Execution: Part 2, Delegation — How to Get Someone Else to Do it

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Don’t tell people how to do things, tell them what to do and let them surprise you with their results.

–George S. Patton

In the previous lesson, we discussed how to create self-discipline, the first key to successful execution of a plan.

In this lesson, we’ll explore how to scale results through delegation.

As we saw last time, execution hinges on setting a clear goal or vision, then creating a habit to carry it out.

Once you’ve developed a habit, it becomes natural.

However, while it’s necessary to develop some habits (like goal setting), is it possible to avoid creating others?

For example, if one wanted to perform a task routinely, one could develop that skill and create the habit. Alternatively, could one simply find someone with the skill and enable them to carry on the habit?

As much as possible, with anything you do, consider whether it’s necessary for you to personally do it.

For anything you do, especially things you don’t particularly enjoy, or things you’re not particularly good at, consider whether you could find someone else who enjoys it more or is better at it. If so, consider asking them to do it.

Believe it or not, things you don’t like doing are actually like a reward to others who enjoy doing them!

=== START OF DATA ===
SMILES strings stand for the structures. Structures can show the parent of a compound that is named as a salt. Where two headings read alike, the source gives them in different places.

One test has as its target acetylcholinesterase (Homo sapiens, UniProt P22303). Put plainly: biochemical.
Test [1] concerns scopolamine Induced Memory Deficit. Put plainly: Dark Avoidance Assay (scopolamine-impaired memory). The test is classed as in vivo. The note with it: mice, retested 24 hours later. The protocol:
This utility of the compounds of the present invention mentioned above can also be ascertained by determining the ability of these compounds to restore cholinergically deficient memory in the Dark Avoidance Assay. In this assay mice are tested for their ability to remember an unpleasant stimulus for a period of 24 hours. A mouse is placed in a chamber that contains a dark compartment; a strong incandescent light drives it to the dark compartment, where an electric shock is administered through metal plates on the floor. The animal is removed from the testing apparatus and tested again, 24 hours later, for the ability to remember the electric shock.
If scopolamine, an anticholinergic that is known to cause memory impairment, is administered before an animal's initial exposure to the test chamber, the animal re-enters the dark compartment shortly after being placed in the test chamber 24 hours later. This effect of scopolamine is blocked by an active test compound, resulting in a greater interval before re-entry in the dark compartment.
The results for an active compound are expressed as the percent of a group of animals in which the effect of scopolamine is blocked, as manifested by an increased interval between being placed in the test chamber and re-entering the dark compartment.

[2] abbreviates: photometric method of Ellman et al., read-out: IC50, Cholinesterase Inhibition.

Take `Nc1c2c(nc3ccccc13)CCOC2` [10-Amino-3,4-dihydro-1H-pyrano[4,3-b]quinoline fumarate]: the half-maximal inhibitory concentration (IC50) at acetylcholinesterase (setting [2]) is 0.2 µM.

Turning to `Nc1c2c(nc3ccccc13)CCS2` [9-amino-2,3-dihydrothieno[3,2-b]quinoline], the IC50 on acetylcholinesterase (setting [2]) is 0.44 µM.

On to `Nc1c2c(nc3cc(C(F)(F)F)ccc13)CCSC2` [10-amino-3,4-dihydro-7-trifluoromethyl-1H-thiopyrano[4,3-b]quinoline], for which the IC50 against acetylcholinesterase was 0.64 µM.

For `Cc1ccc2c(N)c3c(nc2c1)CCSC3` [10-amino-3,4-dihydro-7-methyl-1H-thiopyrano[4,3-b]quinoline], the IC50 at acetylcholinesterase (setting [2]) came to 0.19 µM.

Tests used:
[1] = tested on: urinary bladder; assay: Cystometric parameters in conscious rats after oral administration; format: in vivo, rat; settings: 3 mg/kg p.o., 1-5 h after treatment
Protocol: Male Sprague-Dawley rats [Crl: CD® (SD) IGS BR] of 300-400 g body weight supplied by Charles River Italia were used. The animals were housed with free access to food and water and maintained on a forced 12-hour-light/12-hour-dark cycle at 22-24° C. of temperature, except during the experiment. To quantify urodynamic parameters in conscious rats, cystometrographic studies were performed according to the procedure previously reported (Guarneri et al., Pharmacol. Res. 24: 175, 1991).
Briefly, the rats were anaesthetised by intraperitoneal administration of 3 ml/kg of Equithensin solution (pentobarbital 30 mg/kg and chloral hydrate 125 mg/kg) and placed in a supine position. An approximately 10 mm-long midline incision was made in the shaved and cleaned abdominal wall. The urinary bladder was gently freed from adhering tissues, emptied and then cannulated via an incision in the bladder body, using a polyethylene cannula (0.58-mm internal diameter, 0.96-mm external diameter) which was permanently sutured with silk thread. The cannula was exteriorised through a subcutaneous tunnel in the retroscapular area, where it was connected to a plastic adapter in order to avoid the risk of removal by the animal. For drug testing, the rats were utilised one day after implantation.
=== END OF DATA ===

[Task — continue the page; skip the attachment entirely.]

• You may just find someone who likes doing it so much, they’ll actually do it for free.
  • You may find someone who’s so interested in learning to do it, they’ll do it for free (in corporations and schools, these are often called interns).

Practice

Answer the following questions, and place the answers in your PowerBoard:

  1. What are you doing as a habit now, that you need to do, that you don’t particularly enjoy?
  2. What are you doing now, that you don’t do particularly well?
  3. Of those things, who do you know who may enjoy doing them, or who may do them better than you?
  4. Schedule time(s) in your calendar to discuss what it would take to hand off these responsibilities.
  5. What new habits do you see would be most useful to develop? (Hint: consider making the following three habits:
    1. setting goals,
    2. looking for things you don’t want to do or aren’t good at, and
    3. looking for people who are good at them and like to do them.)

Reflect

Answer these questions in writing, and put the result in your PowerBoard.

  • What was most useful for you here?
  • Write one thing you learned that you did not previously know.
  • What one idea can you put to use immediately?

Results

You now have at least one more action you can take to move your initiative forward, and you have at least one more technique on your PowerBoard you can put to use in all areas of your life.

More Information

Image Credits

Hands Passing Baton at Sporting Event. Photo by tableatny via Flickr. Link.

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Reading Time: 2 minutes. Hi, I’m Dylan Cornelius.

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